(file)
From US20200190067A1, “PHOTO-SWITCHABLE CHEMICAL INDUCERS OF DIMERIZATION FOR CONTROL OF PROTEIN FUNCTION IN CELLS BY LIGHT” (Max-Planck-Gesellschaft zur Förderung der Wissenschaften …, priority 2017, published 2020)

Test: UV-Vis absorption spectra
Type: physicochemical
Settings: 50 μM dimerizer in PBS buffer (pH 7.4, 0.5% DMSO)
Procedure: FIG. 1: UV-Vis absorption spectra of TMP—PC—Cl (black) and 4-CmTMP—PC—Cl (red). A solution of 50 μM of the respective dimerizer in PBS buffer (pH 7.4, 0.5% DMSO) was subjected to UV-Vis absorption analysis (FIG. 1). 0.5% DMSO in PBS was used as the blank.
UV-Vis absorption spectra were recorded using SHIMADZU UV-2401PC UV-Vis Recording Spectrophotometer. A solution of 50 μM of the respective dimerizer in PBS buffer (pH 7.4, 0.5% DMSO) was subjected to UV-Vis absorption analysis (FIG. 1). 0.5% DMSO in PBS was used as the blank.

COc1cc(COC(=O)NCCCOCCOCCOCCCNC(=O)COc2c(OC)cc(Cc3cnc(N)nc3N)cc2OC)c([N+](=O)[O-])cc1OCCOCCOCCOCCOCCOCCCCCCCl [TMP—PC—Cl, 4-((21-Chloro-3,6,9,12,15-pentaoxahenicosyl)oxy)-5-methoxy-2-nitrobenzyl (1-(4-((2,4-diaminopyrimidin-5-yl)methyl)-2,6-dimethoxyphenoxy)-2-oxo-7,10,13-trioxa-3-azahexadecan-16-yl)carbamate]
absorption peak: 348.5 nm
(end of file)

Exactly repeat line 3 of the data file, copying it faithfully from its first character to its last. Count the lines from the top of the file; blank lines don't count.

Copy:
Type: physicochemical